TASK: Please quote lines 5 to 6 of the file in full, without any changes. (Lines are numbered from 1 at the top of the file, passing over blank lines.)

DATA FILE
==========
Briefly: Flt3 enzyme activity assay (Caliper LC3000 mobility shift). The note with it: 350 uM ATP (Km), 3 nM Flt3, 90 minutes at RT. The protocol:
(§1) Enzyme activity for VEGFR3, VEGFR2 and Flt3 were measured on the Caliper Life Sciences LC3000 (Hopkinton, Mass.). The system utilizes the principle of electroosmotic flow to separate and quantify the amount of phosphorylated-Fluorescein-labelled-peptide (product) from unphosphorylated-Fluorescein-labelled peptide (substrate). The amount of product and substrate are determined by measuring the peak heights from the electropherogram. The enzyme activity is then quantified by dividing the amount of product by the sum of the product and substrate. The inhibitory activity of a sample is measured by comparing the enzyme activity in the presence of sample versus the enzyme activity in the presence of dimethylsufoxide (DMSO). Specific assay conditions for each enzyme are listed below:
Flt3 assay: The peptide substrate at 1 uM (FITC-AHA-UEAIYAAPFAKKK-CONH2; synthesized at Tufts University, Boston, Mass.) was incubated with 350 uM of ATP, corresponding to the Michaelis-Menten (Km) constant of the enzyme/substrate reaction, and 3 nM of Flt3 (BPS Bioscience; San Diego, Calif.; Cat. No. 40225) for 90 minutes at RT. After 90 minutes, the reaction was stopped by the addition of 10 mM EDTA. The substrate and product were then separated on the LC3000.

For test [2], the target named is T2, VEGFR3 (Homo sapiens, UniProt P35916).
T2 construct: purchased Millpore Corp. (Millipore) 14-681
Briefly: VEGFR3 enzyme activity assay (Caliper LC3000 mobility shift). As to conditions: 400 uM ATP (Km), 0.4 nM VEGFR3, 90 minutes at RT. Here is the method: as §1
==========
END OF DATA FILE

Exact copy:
T2 construct: purchased Millpore Corp. (Millipore) 14-681
Briefly: VEGFR3 enzyme activity assay (Caliper LC3000 mobility shift). As to conditions: 400 uM ATP (Km), 0.4 nM VEGFR3, 90 minutes at RT. Here is the method: as §1